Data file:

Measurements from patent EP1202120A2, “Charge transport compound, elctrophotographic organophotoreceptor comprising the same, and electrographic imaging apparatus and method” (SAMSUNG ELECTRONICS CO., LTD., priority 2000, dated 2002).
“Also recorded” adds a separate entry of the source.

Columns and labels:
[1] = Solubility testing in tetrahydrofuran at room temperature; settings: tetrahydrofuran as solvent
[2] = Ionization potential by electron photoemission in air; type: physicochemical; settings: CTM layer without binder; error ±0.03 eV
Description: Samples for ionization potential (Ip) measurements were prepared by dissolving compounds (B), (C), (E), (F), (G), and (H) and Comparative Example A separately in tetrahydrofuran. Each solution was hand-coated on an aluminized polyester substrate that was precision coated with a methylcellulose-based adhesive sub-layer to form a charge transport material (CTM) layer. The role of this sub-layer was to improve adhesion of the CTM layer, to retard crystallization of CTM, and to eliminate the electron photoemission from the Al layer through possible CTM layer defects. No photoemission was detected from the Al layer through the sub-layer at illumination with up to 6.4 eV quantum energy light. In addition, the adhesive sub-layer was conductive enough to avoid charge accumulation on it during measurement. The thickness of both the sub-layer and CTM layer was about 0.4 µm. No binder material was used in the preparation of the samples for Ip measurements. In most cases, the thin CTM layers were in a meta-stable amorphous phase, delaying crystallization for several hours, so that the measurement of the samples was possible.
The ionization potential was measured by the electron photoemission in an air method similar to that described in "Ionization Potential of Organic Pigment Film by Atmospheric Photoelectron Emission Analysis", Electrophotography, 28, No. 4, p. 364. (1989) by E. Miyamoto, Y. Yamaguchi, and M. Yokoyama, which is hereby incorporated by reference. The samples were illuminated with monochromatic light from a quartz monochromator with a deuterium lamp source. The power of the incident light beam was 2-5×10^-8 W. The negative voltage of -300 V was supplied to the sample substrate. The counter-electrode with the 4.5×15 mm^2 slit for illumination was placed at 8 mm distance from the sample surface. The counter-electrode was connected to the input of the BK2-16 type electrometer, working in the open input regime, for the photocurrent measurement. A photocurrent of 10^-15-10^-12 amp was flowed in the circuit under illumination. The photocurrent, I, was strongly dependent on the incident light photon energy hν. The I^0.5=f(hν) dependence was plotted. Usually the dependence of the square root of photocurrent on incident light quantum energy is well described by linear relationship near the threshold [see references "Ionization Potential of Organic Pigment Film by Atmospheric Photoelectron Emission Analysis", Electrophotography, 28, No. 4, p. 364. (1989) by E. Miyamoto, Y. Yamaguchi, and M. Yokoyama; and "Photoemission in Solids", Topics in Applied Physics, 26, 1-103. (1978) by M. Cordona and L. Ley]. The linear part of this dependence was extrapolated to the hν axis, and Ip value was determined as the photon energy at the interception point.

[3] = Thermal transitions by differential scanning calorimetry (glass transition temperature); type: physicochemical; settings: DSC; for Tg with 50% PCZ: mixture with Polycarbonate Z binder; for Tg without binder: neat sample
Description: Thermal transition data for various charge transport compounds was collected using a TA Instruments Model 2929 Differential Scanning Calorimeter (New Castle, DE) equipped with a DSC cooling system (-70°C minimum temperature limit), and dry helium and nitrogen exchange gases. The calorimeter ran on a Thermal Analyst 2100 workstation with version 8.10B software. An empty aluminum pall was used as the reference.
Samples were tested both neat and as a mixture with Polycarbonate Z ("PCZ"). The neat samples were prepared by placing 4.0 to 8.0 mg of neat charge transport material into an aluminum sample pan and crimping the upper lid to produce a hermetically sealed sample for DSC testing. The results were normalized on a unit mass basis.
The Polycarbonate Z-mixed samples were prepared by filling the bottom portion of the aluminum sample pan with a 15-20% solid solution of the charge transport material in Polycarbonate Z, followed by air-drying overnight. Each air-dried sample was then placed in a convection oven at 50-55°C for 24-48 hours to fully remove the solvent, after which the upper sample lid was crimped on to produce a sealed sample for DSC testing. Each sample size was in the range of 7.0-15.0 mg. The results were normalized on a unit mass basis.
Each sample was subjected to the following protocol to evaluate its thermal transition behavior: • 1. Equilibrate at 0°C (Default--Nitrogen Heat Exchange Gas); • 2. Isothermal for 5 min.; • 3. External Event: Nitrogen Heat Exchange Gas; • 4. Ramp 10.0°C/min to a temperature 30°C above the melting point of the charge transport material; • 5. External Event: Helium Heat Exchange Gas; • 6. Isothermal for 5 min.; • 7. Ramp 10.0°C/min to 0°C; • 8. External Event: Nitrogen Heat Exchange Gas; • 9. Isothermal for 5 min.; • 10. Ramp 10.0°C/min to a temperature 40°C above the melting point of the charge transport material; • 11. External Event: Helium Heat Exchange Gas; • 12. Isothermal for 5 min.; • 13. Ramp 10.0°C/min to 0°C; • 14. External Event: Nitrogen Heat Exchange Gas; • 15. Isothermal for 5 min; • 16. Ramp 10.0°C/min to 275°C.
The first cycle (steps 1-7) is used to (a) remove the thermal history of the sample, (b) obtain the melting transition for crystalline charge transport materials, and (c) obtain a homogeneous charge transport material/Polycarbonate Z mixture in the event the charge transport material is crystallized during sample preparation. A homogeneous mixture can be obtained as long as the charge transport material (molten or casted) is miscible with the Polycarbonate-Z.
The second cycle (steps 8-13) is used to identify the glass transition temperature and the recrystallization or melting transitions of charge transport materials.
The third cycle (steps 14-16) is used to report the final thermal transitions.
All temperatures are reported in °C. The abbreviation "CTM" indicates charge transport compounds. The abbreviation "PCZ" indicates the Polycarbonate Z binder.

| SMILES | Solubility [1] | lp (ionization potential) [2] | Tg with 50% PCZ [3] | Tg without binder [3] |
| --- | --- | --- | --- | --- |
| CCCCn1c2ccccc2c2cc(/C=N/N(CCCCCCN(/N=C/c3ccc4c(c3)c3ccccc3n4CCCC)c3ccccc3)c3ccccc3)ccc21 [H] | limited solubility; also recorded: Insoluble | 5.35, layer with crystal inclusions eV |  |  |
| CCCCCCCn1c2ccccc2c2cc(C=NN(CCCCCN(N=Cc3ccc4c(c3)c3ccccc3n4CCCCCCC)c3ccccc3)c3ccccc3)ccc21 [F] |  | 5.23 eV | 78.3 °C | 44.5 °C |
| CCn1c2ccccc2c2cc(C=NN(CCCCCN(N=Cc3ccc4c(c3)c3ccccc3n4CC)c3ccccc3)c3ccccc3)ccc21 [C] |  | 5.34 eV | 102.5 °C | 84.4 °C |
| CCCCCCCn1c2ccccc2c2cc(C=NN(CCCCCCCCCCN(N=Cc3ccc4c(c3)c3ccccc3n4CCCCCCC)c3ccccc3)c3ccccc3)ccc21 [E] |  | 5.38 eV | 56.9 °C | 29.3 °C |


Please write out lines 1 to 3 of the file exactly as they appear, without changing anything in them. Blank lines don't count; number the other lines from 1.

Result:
Measurements from patent EP1202120A2, “Charge transport compound, elctrophotographic organophotoreceptor comprising the same, and electrographic imaging apparatus and method” (SAMSUNG ELECTRONICS CO., LTD., priority 2000, dated 2002).
“Also recorded” adds a separate entry of the source.

Columns and labels: